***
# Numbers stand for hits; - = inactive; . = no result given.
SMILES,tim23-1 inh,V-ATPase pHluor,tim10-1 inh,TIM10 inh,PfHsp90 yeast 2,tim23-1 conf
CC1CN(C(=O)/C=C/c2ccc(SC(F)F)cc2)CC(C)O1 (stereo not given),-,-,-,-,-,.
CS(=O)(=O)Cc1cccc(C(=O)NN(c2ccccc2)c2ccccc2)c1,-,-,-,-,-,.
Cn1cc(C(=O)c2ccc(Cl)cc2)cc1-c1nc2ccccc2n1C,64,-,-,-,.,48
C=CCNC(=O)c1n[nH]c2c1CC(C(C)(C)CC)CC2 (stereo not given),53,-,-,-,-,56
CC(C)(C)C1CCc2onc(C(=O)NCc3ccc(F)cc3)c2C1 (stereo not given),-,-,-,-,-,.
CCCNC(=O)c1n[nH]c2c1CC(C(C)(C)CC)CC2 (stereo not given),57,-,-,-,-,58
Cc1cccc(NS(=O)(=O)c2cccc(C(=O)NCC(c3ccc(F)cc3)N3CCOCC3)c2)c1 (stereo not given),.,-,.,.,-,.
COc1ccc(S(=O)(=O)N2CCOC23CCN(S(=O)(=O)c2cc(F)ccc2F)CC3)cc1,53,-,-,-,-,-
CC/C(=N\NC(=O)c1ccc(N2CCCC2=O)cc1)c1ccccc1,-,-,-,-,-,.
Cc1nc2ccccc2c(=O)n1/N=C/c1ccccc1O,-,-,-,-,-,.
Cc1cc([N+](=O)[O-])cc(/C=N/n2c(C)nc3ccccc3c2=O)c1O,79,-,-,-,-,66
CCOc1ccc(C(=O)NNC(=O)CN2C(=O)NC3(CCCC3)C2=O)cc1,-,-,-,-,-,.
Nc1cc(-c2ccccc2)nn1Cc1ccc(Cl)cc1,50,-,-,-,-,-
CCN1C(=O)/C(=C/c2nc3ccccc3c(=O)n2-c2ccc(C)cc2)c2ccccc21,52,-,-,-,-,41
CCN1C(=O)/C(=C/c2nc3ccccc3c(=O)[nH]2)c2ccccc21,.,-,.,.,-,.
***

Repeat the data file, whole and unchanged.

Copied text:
# Numbers stand for hits; - = inactive; . = no result given.
SMILES,tim23-1 inh,V-ATPase pHluor,tim10-1 inh,TIM10 inh,PfHsp90 yeast 2,tim23-1 conf
CC1CN(C(=O)/C=C/c2ccc(SC(F)F)cc2)CC(C)O1 (stereo not given),-,-,-,-,-,.
CS(=O)(=O)Cc1cccc(C(=O)NN(c2ccccc2)c2ccccc2)c1,-,-,-,-,-,.
Cn1cc(C(=O)c2ccc(Cl)cc2)cc1-c1nc2ccccc2n1C,64,-,-,-,.,48
C=CCNC(=O)c1n[nH]c2c1CC(C(C)(C)CC)CC2 (stereo not given),53,-,-,-,-,56
CC(C)(C)C1CCc2onc(C(=O)NCc3ccc(F)cc3)c2C1 (stereo not given),-,-,-,-,-,.
CCCNC(=O)c1n[nH]c2c1CC(C(C)(C)CC)CC2 (stereo not given),57,-,-,-,-,58
Cc1cccc(NS(=O)(=O)c2cccc(C(=O)NCC(c3ccc(F)cc3)N3CCOCC3)c2)c1 (stereo not given),.,-,.,.,-,.
COc1ccc(S(=O)(=O)N2CCOC23CCN(S(=O)(=O)c2cc(F)ccc2F)CC3)cc1,53,-,-,-,-,-
CC/C(=N\NC(=O)c1ccc(N2CCCC2=O)cc1)c1ccccc1,-,-,-,-,-,.
Cc1nc2ccccc2c(=O)n1/N=C/c1ccccc1O,-,-,-,-,-,.
Cc1cc([N+](=O)[O-])cc(/C=N/n2c(C)nc3ccccc3c2=O)c1O,79,-,-,-,-,66
CCOc1ccc(C(=O)NNC(=O)CN2C(=O)NC3(CCCC3)C2=O)cc1,-,-,-,-,-,.
Nc1cc(-c2ccccc2)nn1Cc1ccc(Cl)cc1,50,-,-,-,-,-
CCN1C(=O)/C(=C/c2nc3ccccc3c(=O)n2-c2ccc(C)cc2)c2ccccc21,52,-,-,-,-,41
CCN1C(=O)/C(=C/c2nc3ccccc3c(=O)[nH]2)c2ccccc21,.,-,.,.,-,.